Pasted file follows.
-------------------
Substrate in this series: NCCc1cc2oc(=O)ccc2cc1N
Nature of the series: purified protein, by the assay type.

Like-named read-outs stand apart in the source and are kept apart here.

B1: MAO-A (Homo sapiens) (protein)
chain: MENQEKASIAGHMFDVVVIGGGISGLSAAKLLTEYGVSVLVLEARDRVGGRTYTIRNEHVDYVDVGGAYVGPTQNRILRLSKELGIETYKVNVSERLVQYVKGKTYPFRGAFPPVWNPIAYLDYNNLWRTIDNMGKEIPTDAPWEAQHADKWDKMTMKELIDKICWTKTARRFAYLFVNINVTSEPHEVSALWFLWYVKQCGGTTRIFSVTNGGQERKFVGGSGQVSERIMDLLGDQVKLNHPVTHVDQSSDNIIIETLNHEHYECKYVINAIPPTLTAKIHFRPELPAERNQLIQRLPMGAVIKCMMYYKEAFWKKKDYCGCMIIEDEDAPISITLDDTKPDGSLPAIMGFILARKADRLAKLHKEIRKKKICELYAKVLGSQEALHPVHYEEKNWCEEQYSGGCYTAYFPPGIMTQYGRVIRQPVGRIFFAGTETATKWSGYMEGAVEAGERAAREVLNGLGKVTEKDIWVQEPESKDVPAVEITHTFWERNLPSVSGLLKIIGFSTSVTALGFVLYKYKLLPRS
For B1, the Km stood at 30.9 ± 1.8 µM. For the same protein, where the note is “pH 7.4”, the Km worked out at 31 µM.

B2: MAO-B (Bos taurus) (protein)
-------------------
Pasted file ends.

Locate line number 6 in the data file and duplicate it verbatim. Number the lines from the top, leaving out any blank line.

For B1, the Km stood at 30.9 ± 1.8 µM. For the same protein, where the note is “pH 7.4”, the Km worked out at 31 µM.